Scouting Michigan What to watch for from the Wolverines

Michigan running back De’Veon Smith (4) goes over Illinois defensive back Stanley Green for a touchdown on Saturday, Oct. 22, 2016, at Michigan Stadium in Ann Arbor, Mich. Michigan won, 41-8. Credit: Courtesy of TNSIn a game filled with years of ill-will and hatred for the other side, the stakes are high in the 112th all-time meeting between the No. 2 Ohio State Buckeyes and the No. 3 Michigan Wolverines. Some of college football’s most recognizable names — Woody Hayes, Bo Schembechler, Charles Woodson, Troy Smith, Desmond Howard, Archie Griffin to name a few — have been a part of the most storied rivalry in college football.When asked about his earliest memory of the rivalry, OSU coach Urban Meyer talked about having to skip watching the game for a trip to the mall with his mother. Even from a young age, he knew he was a Buckeye.When asked if there was ever any doubt in which side he would cheer on, Meyer said, “None.”Playoff implications are on the line in Columbus, and each team has arguably its best group on the field in recent history. Michigan, with the dynamic ability of junior linebacker Jabrill Peppers and the hard-nosed running of senior running back De’Veon Smith, have been a dominant force on defense and in the run game all season. A loss to the Iowa Hawkeyes hurt playoff aspirations, but did little to deter the Wolverines and coach Jim Harbaugh from the ultimate goal of the team’s first national championship in nearly 20 years.OSU, with a memorable national championship run just two seasons ago still fresh in the minds of fans, is led by the steady hand of redshirt junior quarterback J.T. Barrett. The cool head of Barrett, mixed with the freak athleticism of redshirt sophomore safety Malik Hooker on defense, has thrust the Buckeyes into the No. 2 spot in the College Football Playoff poll. It’s about more than just pride and bragging rights for a year. It’s about playoff hopes, a chance to hoist a golden trophy and the right to call yourself the best in the country. This time, The Game is more than just a rivalry.OffenseWhile Michigan has struggled at times in the passing game, the experience of redshirt sophomore quarterback Wilton Speight has helped guide the Wolverines down the field and into the endzone on 16 occasions. The 6-foot-6 Virginia native has thrown for 15 scores, and even trotted in for his first touchdown of the year against Maryland earlier this season.The problem for the Buckeyes in preparation for The Game has been decided which quarterback to prepare for. Senior transfer quarterback John O’Korn started last Saturday for Michigan after Speight reportedly broke his collarbone in the team’s lone loss of the season against Iowa. In his fill-in role, O’Korn was far from impressive, picking up just 78 total yards without a score.OSU redshirt junior defensive end Tyquan Lewis remained defiantly confident, no matter who is in at quarterback for Michigan on Saturday. “It doesn’t really matter to me because every team has their scheme with what they’re going to do,” he said. “But at the end of the day, it’s about who’s going to put their hand in the dirt and just (go). You can play whatever formation you want to play, we’re going to play whatever defense we have to to dominate.”Regardless of who is chucking the ball down the field for Michigan, Harbaugh’s team benefits from a group of wily veterans at wide receiver with Amara Darboh and Jehu Chesson. Darboh, a redshirt senior born in Sierra Leone, leads the team with six touchdowns and will test OSU’s secondary with his large frame and physicality. Chesson, also a redshirt senior, was a force for Michigan last year with nine touchdowns. Since then, the 6-foot-3 wideout has been quiet in terms of scoring with just two touchdowns in 2016, but torched the Buckeyes last season with 111 yards and a score. These two receivers, paired with the ability of redshirt senior tight end Jake Butt to get open downfield, could cause OSU to play catch-up all day long.Against Indiana last weekend, Michigan took to the ground instead of the air, and leaned on one of the team’s best players in Smith. Smith, an Ohio native, is a bruising force out of the backfield and has picked up 22 career touchdowns with the Maize and Blue. Smith has carried the ball 25 times over the last two weeks, compiling 186 yards and a pair of touchdowns.A darkhorse in the run game for Michigan is senior fullback Khalid Hill. With 22 carries for nine touchdowns this year, he truly embodies the nickname of “Michigan’s Human Battering Ram.”DefenseIt’s difficult to label Peppers as just a defensive player with his ability to line up basically anywhere on the field. The jack-of-all-trades lined up in 10 — no, that is not a typo — positions against Michigan State, and plays multiple positions in nearly every game. He is predominantly a linebacker but causes matchup problems wherever Harbaugh places him, so expect to hear his name a few times on Saturday.Even with his big play ability, Barrett said he will not be concerned with just Peppers.“I think he’s a really good player but I mean I guess last year I didn’t seek him out,” he said. “This year, I know he’s playing a different position, but I think what we’re going to do is going to be effective. It’s not going to be me trying to figure out where he is at all times.”Michigan junior linebacker Jabrill Peppers (5) pushes Michigan State safety Chris Frey away during a run in Michigan’s 32-23 victory in Spartan Stadium. Credit: Courtesy of U-M Photography.Senior cornerback Channing Stribling leads the Wolverines with four interceptions in 2016, while he and senior safety Delano Hill have each returned picks for touchdowns this season. “It’s going to be man coverage,” Meyer said. “There’s no secret. It’s what they play, and they’re very good players.”Michigan’s secondary is filled with quality players, but this unit is far from the most intimidating group on the Maize and Blue defense.The defensive front-seven of the Wolverines has been as dominant a unit in the NCAA as any this season. Senior defensive end and Ohio native Taco Charlton has taken the quarterback to the turf six times this year, with Peppers right behind at five sacks. Allowing just 108 yards rushing per game, Michigan’s defense will be an interesting test for an OSU offense that racks up an average of 263 yards on the ground per game.What Michigan’s defense has in keeping opposing offenses from moving the ball, it lacks in creating turnovers. The Wolverines average just 1.5 turnovers per game, grabbing one pick in each contest. While OSU has been careful with the ball for most of the season, the Buckeyes should have no problem in giveaways on Saturday.BreakdownCalling this game is never easy and this year makes things that much more difficult given how well each side has played. With Speight in, Michigan’s offense has functioned at a much higher level. Without him, the Wolverines lose a dynamic ability. Whether or not the redshirt sophomore plays could dictate the outcome.OSU has struggled to slow run games as of late, and having a running back like Smith who can carry a team might give the Buckeyes a nightmare scenario. Expect Harbaugh to put it on the ground as much as possible.Michigan’s defense is hungry to get to quarterbacks, and has injured an astounding five starting signal callers for opposing teams this season. That, paired with the implications of the game, would make any player nervous. That is, except for Barrett, who has his eyes set on the Wolverines.“I don’t even think that far,” he said. I’m just trying to play my best so we can win the game.”Even if Barrett brings his best game, and the Silver Bullets can create a few turnovers, it might not be enough to overcome a powerful Michigan team. Look for a game to remember, but one that might end the playoff hopes for the Buckeyes.Prediction: Michigan 21 – OSU 17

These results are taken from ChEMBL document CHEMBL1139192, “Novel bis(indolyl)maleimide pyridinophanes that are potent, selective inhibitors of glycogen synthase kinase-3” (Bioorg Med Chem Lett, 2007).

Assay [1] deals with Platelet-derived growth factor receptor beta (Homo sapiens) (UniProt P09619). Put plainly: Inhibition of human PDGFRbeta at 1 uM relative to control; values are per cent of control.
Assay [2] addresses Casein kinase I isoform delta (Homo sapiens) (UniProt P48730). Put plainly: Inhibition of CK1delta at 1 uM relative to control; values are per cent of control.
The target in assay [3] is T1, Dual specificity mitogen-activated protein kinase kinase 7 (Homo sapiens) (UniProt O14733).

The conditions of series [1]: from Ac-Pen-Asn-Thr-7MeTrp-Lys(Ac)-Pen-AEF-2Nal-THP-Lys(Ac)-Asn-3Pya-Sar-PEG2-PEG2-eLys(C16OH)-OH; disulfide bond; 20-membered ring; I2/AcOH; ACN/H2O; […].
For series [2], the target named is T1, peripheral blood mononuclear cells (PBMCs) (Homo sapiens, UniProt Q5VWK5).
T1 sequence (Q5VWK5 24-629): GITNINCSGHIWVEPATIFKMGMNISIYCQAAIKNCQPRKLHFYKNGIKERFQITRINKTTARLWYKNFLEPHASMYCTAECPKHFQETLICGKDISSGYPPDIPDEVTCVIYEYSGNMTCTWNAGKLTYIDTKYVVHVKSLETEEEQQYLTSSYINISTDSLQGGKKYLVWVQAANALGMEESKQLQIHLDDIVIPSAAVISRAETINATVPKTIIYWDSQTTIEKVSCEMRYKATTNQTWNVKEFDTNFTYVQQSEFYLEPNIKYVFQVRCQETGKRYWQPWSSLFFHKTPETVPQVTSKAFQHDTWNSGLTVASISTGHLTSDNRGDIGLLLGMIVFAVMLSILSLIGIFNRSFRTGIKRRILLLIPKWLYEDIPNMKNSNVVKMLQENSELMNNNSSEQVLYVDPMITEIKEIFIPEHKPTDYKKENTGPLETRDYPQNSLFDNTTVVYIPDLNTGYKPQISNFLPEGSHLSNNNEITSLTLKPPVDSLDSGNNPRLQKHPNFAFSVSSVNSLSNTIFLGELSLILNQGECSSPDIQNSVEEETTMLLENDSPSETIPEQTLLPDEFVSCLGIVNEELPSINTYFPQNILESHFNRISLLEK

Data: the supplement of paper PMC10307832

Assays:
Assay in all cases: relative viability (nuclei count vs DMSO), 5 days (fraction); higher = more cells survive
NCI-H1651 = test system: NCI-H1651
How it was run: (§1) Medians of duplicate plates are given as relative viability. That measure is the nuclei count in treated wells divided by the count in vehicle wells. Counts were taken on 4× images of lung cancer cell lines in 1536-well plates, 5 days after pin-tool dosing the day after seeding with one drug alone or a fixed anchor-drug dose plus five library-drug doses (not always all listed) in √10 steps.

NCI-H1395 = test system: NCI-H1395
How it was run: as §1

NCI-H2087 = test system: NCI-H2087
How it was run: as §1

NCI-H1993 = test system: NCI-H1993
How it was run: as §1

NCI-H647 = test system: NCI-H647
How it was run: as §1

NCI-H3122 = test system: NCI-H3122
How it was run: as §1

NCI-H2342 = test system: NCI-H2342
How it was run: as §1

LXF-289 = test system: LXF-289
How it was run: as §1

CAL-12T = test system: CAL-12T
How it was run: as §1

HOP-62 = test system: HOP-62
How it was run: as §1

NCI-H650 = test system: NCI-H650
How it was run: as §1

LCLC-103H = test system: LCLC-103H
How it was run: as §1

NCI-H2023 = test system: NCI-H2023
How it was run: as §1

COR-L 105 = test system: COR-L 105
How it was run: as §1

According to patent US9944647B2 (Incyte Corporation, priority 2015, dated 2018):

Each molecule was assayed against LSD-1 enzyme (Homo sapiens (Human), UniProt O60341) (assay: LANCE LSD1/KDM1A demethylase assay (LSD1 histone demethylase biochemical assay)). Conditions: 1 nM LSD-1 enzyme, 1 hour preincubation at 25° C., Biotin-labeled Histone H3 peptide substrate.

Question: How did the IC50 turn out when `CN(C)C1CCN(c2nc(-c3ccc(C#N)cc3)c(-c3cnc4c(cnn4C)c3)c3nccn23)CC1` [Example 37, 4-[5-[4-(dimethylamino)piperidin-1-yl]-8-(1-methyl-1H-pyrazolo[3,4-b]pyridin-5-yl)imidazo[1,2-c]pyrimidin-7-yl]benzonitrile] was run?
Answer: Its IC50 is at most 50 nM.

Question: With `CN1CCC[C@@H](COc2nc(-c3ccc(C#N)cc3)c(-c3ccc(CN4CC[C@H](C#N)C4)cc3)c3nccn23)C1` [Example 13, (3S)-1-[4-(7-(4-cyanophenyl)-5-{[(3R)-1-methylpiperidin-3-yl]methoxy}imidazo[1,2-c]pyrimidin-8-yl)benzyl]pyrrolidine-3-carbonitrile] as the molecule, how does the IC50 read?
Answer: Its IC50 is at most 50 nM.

Leave a Reply

Your email address will not be published. Required fields are marked *